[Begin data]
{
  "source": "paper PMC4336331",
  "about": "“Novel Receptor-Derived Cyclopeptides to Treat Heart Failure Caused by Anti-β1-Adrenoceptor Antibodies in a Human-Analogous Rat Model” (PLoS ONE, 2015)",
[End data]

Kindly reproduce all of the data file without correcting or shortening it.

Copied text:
{
  "source": "paper PMC4336331",
  "about": "“Novel Receptor-Derived Cyclopeptides to Treat Heart Failure Caused by Anti-β1-Adrenoceptor Antibodies in a Human-Analogous Rat Model” (PLoS ONE, 2015)",